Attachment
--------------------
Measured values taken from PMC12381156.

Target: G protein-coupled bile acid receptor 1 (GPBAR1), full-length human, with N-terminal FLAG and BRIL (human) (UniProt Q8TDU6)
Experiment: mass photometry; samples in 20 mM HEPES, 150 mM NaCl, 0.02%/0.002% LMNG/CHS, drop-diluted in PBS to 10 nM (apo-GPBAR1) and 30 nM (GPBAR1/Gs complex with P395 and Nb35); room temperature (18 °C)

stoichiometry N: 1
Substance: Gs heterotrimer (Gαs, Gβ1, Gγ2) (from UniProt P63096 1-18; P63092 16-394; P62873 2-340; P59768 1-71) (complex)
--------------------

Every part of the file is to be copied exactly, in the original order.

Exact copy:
Measured values taken from PMC12381156.

Target: G protein-coupled bile acid receptor 1 (GPBAR1), full-length human, with N-terminal FLAG and BRIL (human) (UniProt Q8TDU6)
Experiment: mass photometry; samples in 20 mM HEPES, 150 mM NaCl, 0.02%/0.002% LMNG/CHS, drop-diluted in PBS to 10 nM (apo-GPBAR1) and 30 nM (GPBAR1/Gs complex with P395 and Nb35); room temperature (18 °C)

stoichiometry N: 1
Substance: Gs heterotrimer (Gαs, Gβ1, Gγ2) (from UniProt P63096 1-18; P63092 16-394; P62873 2-340; P59768 1-71) (complex)